How on earth did a rare 400 -year-old copy of a Shakespeare work end up hidden away for two centuries on the shelves of a library in the Pas-de-Calais region of northern France?
That’s the question being asked after the highly valuable manuscript – one of only 230 in existence – was finally unearthed at the library in Saint-Omer earlier this year.
In September, the library’s head of collections Remy Cordonnier discovered a copy of the 'First Folio' – a collection of the first versions of Shakespeare's plays – when he was making preparations to host an exhibition on English language works.
The book otherwise known as "Mr. William Shakespeares Comedies, Histories, & Tragedies" has been described as "incomparably the most important work in the English language.”
"The 'First Folio' is one of the most famous books of all time," Cordonnier told The Local.
But the Cordonnier and his colleagues were faced with the task of certifying that the work was one of only a few hundred copies ever produced.
Unfortunately the front page with the book’s title was missing, which made the task more difficult and probably explains why it remained hidden for so long under the noses of the librarians.
"Because the pages were missing the first thing we did was to compare it to an original 'First Folio' almost page by page, which was fairly easy to do via the internet," said Cordonnier.
"After that I was 99 percent certain, but we still needed to bring in a specialist to confirm it."
Professor Eric Rasmussen from the University of Nevada, who was in London at the time, was asked to pop over the Channel to Saint-Omer to examine the tome.
Rasmussen only took "about five minutes", Cordonnier said, before confirming it was an authentic manuscript, printed in 1623, just seven years after Sharespeare's death.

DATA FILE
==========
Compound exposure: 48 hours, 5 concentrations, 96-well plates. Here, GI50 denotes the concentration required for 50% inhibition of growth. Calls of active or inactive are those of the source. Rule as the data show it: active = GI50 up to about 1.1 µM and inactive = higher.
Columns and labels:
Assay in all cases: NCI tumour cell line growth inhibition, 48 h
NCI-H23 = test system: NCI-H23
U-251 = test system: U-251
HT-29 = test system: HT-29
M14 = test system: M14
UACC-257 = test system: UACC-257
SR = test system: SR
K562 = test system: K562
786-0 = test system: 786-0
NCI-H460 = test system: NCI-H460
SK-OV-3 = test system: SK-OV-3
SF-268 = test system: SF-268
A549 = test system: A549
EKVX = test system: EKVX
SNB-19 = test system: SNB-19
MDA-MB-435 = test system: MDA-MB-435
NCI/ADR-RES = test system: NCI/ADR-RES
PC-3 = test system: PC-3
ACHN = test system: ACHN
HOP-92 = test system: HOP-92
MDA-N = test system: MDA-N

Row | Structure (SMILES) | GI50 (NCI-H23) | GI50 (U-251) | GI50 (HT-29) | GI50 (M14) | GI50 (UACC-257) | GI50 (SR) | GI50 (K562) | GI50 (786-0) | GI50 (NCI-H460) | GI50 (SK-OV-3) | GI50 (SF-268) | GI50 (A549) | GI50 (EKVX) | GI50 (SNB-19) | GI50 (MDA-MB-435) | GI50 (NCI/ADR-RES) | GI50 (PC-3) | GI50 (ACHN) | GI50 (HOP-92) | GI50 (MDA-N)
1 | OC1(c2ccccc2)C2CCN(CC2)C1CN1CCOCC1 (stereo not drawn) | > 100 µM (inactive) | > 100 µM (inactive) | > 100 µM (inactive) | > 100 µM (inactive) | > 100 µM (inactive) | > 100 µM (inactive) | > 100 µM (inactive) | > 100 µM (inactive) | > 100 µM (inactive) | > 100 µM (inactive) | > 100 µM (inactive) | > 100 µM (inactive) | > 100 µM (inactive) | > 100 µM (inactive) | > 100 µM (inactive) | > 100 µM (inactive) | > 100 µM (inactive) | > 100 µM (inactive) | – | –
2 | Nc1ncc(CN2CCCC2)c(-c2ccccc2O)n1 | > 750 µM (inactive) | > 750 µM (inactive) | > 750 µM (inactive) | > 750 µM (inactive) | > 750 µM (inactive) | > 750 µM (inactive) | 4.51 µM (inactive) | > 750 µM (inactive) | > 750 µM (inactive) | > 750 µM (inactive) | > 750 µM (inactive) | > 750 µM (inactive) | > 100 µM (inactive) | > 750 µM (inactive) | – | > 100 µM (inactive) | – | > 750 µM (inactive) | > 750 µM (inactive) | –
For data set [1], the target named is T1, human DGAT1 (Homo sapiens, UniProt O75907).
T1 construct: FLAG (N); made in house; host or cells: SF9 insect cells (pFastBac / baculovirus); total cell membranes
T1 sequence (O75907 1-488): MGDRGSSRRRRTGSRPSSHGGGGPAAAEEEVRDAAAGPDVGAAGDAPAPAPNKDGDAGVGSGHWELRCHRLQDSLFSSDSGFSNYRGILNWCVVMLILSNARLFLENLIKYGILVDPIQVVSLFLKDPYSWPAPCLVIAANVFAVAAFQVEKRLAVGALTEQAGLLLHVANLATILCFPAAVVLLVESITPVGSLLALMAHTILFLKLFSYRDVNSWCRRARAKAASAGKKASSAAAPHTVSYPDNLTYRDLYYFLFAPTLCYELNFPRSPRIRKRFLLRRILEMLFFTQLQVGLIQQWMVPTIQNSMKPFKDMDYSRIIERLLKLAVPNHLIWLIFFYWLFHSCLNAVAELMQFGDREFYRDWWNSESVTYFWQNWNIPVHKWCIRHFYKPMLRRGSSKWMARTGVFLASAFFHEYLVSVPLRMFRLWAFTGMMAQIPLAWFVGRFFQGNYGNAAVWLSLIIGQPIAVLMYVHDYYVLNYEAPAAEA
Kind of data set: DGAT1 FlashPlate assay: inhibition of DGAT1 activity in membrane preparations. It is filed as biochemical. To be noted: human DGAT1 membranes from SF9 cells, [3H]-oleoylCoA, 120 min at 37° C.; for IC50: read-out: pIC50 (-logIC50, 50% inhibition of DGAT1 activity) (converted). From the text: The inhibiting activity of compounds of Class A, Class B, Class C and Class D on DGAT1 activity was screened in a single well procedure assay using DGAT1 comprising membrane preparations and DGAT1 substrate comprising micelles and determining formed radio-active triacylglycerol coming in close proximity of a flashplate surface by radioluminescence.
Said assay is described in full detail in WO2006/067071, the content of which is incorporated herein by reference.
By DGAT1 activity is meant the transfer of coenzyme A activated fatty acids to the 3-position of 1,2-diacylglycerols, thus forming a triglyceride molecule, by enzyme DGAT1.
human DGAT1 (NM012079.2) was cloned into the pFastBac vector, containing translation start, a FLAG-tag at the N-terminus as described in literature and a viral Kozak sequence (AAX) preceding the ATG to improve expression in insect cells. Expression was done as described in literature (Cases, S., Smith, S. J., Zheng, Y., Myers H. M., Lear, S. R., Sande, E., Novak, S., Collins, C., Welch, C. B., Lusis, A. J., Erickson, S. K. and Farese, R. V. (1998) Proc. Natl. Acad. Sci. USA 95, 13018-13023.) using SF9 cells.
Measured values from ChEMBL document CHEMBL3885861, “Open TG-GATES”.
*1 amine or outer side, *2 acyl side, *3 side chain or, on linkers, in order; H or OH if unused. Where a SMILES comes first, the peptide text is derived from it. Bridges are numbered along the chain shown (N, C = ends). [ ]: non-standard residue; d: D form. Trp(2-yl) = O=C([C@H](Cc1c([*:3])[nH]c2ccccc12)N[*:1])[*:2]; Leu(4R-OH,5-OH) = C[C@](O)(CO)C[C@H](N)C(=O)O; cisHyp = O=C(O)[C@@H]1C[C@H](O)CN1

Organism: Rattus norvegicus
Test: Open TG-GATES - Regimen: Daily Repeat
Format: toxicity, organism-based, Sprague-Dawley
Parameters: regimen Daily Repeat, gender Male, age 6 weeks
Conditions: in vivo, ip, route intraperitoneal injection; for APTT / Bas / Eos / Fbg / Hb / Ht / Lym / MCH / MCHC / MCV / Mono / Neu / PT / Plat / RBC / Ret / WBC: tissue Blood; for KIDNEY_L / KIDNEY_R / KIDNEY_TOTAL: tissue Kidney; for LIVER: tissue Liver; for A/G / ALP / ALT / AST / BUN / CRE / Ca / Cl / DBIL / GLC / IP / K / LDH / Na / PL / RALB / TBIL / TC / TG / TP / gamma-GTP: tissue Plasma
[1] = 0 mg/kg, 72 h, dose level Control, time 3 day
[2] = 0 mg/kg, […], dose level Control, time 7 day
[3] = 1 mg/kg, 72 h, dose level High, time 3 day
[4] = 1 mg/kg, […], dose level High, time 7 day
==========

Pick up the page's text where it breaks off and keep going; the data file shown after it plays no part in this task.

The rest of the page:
Rasmussen wrote a book on the First Folio called "The Shakespeare Thefts" detailing his thrilling global hunt for what remains of the initial 750 copies of the book, a favourite for thieves across the centuries.
The Folger Shakespeare Library in Washington, which houses the largest collection of Shakespeare material, says on its website that the First Folio is the only source for 18 of Shakespeare's plays, including Macbeth, "which would otherwise be lost."
But how did it end up in Saint-Omer?
On the book, the name "Nevill" was written, who Cordonnier believes may have studied in Saint-Omer and left behind the manuscript.
For him the fact it ended up in his library is not that surprising.
(François Decoster, Bruno Humetz and Rémy-Cordonnier look at the folio. PHOTO: CASO)
"Since the Middle Ages Saint-Omer has had very strong cultural and economic connections to England. There was a very important Jesuit college here which acted as a protection for Catholics fleeing from England."
The copy of 'First Folio' will be displayed for three months during the summer. Then it will be locked up for three years to preserve it from being damaged. Another version is held at the National Library in Paris.
Cordonnier says the book is damaged with the missing pages as well the binding becoming detached.
"It's not in good shape but all the damage is interesting to teach us about the history of the book," he said.
As for how much it's worth, Cordonnier says "it's difficult to say", but vows it will never be sold.
"I think the last copy sold by Sotherby's auction house went for something like €2.5 million, but it belongs to France's national heritage, so it is illegal to sell it," he said.
Despite being so rare, the copy is not even the library’s most treasured item, for it is home to around 150 books printed between 1450 and 1500 and 800 manuscripts from the Middle Ages, which have to be preserved in special conditions away from light and temperature changes. One of those is a rare copy of the Gutenberg bible.
"We have some mansucripts around 1,500 years old, so this "First Folio" is just one of many special books in the library," Cordonnier said.
Many of those rare works have to be kept under lock and key in a safe at the library.